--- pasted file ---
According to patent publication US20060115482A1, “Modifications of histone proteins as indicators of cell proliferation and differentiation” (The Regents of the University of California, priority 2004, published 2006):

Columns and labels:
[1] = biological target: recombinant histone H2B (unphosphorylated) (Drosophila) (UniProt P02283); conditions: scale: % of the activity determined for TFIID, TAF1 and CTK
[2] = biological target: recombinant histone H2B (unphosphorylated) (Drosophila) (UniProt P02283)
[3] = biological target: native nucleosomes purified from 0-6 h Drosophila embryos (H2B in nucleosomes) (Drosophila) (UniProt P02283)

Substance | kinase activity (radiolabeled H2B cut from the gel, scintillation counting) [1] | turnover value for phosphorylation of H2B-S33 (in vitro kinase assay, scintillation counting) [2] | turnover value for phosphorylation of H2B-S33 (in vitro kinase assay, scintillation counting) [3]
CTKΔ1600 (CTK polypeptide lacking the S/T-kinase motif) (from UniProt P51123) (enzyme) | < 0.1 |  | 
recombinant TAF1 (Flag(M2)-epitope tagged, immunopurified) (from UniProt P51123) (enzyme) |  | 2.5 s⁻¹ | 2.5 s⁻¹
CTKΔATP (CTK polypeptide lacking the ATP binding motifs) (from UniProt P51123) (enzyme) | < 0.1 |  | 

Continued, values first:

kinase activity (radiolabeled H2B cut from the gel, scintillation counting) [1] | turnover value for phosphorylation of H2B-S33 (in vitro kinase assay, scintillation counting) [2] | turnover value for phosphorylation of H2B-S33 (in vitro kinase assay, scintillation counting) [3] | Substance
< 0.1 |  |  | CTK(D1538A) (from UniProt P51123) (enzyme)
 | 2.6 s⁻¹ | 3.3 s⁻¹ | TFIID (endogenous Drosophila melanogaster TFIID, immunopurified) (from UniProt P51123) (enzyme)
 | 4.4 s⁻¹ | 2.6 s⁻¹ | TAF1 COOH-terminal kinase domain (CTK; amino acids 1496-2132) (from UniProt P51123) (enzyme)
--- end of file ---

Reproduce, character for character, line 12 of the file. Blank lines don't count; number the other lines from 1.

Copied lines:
< 0.1 |  |  | CTK(D1538A) (from UniProt P51123) (enzyme)